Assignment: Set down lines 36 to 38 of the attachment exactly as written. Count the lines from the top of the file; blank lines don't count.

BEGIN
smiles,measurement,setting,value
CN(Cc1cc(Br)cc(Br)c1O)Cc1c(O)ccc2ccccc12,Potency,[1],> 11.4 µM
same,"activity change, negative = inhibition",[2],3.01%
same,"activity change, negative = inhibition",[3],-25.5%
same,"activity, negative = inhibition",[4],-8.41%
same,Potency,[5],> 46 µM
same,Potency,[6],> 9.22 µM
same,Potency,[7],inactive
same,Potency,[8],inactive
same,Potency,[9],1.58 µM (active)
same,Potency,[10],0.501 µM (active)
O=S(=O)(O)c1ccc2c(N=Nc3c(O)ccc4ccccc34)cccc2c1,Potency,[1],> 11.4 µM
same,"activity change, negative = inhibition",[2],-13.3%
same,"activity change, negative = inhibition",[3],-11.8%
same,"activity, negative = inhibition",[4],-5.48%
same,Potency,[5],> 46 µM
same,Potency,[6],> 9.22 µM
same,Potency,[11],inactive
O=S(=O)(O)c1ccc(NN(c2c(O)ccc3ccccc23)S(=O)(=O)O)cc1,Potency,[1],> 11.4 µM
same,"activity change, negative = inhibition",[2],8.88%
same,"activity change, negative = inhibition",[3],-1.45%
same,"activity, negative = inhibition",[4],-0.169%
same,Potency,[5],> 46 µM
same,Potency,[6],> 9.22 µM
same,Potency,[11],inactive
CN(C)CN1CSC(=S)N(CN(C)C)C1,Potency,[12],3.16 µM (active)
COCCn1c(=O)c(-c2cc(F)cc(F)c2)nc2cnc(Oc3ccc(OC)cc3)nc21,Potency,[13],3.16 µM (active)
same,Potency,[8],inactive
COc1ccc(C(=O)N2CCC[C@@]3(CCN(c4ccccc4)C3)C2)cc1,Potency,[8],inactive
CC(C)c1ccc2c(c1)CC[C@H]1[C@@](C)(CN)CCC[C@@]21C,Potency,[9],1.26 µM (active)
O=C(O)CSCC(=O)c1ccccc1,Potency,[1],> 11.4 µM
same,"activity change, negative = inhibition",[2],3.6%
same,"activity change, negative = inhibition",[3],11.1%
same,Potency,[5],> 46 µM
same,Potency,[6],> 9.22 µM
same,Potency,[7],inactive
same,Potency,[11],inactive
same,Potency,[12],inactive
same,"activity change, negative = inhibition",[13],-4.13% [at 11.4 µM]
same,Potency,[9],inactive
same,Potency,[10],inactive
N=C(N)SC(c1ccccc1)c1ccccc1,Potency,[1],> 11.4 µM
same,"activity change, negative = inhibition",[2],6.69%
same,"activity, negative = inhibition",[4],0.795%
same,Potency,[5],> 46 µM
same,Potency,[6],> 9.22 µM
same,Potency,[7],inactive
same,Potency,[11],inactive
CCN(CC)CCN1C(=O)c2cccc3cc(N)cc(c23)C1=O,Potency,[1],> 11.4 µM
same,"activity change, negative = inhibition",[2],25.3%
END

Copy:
same,Potency,[7],inactive
same,Potency,[11],inactive
same,Potency,[12],inactive